Wild Bunnies

Charli Saltzman

One warm Saturday afternoon while my sister and I were outside, we suddenly heard this squealing, squeaky sound. It sort of sounded like a squeaky toy, and I thought that my neighbor’s kids were playing with something. Then, I heard my dad calling me to come here and look what he found. When I approached him, he was holding a very tiny bunny in his hand. It had been caught under the bush, and Dad picked it up because he wanted me to see it. I remember holding the little baby bunny. It was so tiny, and I immediately wondered where its mother was. My dad found an open cardboard box, and we stuck the little bunny in there. I sat on the porch with it for a while, and I so badly wanted to keep it. My cousins had had rabbits for years, so why couldn’t I keep this one.

After a while, I remember going in the house and going directly to the computer. I decided to research rabbits on the internet and see what I could come up with. I wondered how to properly care for them. From what I found on the internet, these bunnies are hard to care for. Below are a few things I found online about bunnies recently. Oh, and by the way, we did not keep the bunny. The minute we let him go, he hopped away, probably into the pasture behind our house. Anyway, here is some information I found.

Wild baby cottontail rabbits are the hardest to raise. Now, I’m not sure if the bunny we found was a cottontail rabbit or not, but this is good information for you to have. First, they may not last very long if they are away from their mother who provides them with the necessary milk to survive. It is very easy to overfeed these young bunnies. Cow’s milk is not a good source and is not as thick as rabbit’s milk. It also doesn’t contain the mother’s antibodies that rabbit’s milk contains to protect against infections. Giving the bunny too much milk is not good, and feeding it too infrequently can cause the bunny to become hungry and nurse a lot when you finally do feed it. Also, trauma can really stress them out. Just because you are able to handle them doesn’t mean they are not afraid. If you do take a wild baby bunny in, you have to have a temperature that is appropriate for them. This appropriate temperature can vary. You want it to be warm but not hot. Cooler is a little better for a bunny who has grown thick fur because, if you have a soft nest for it, the bunny may just burrow down in the nest to keep warm. Finally, raising a baby bunny takes up a lot of time, so if you already know you are busy, you will not have time to take care of the bunny. In order to take care of these bunnies, you have to act like the bunny’s mother, providing the appropriate bacteria the bunny needs. There are formulas you can feed the bunny. Another thing to consider is this question: is this bunny really an orphan.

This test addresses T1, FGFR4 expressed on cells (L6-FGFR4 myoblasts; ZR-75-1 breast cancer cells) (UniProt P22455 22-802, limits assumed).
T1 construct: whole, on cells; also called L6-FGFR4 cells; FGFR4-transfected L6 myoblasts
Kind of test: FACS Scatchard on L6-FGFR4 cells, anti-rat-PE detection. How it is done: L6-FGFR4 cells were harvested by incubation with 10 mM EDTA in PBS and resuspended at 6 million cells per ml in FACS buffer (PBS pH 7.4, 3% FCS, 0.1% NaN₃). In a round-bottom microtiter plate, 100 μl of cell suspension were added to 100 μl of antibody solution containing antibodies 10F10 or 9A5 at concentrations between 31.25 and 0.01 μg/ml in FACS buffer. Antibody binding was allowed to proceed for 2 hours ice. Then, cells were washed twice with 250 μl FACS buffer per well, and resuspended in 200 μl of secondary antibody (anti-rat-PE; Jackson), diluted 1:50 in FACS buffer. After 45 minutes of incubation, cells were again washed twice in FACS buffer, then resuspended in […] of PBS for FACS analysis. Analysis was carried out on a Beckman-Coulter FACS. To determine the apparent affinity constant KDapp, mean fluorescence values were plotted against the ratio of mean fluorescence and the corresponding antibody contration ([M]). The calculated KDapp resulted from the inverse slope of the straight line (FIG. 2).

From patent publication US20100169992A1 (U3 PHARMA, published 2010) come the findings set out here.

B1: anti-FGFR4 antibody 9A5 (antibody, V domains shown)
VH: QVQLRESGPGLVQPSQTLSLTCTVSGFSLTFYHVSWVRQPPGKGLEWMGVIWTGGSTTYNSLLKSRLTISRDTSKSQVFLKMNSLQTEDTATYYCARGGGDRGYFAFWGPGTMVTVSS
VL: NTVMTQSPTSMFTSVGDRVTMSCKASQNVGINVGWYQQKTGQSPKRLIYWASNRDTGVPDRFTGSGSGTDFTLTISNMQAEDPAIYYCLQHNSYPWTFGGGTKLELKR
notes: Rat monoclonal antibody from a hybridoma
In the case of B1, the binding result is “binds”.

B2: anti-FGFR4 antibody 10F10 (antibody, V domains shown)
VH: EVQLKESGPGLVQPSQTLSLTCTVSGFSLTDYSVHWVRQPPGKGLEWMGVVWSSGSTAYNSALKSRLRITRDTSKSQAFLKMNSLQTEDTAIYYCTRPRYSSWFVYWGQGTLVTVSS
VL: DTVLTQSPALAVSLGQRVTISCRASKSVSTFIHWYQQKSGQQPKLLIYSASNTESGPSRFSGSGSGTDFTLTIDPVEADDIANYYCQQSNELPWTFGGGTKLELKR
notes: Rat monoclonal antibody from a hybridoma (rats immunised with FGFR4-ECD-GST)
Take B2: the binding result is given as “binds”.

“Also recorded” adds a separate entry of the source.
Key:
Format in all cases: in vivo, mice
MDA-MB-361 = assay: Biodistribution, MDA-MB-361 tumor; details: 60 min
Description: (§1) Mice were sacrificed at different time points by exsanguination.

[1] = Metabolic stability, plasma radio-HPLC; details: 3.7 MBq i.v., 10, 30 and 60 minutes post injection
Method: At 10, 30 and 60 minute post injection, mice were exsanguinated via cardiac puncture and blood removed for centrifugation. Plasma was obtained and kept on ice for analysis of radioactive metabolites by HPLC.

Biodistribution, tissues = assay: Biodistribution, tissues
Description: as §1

Too often, we assume that, if a bunny is by itself, it must be an orphan. This is not always the case. Mother rabbits only stay close to their babies to nurse them. They may come back at night and be gone during the day. If you see a nest with bunnies, or you see a single bunny buried in brush, leave it alone because, most likely, the mother is somewhere close by. The only time you should move it is if there are dogs and cats around. As you probably know, dogs and cats tend to prey on rabbits.

Keeping a wild bunny as a pet is unlikely. It is often necessary to only raise them to prepare them to live in the wild again. If you are unsure how to do this, take the bunny to a wildlife rehabilitation center that specializes in these bunnies. Personally, I’m glad we decided to release that bunny back to where it belonged. I hope it found its mother and was able to survive.

More Information

http://rabbit.org/faq-orphaned-baby-bunnies/

http://www.2ndchance.info/bunnies.htm

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